In this week’s Torah parsha Pinhas Moses and Aaron’s son Eleazar are asked to take a census of the Israelite people after God had sent a plague upon the Mideonite people for their trickery against Moses.  This parsha brings to light the importance of census taking, inheritance and land distribution.

The census is taken to determine the size of each tribe and the land is to be distributed based on the number of people of each tribe.  The daughters of Zelophehad came forward before Moses and explained that their father had died in the wilderness and had left no son.  They were brave determined women and asked that they be given a land holding.  Moses brought the case to the Lord, who determined their case just.  They were to be given their father’s share.  The Lord then tells Moses instructions for inheritance of property.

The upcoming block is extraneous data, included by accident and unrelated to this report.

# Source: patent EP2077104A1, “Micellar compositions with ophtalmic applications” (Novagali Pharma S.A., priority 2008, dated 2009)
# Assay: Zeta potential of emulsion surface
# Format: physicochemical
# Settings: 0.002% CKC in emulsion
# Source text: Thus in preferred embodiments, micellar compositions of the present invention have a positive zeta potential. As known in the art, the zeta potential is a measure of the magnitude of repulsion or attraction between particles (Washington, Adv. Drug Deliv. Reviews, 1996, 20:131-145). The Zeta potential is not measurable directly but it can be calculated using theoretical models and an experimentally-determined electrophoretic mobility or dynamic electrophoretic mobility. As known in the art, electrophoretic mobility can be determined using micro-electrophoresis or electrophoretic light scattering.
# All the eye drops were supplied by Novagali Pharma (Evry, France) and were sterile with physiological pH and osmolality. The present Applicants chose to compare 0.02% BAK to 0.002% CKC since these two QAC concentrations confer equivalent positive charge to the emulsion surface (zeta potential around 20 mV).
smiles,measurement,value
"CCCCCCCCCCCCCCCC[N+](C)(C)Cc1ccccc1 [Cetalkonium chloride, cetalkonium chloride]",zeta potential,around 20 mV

In the United States these practices are still carried on today.  Every 10 years in the US a census is taken.  The results are used for determining how federal funds and other resources are to be distributed based on population numbers.  This practice dates back prior to the Revolutionary War.  Census records can be viewed by the public after a period of 70 years and are available at US National Archive repositories located throughout the country.  These records can be helpful in researching one’s genealogy and family background.

The inheritance practices in Pinhas are also largely in place but can be varied based on ones final will and testament.  The daughters of Zelophehad were the first feminists mentioned in the Torah and modern women can look to their example in standing up for their rights at a time when women are beginning to see a backslide in the progress we have made over the last century.

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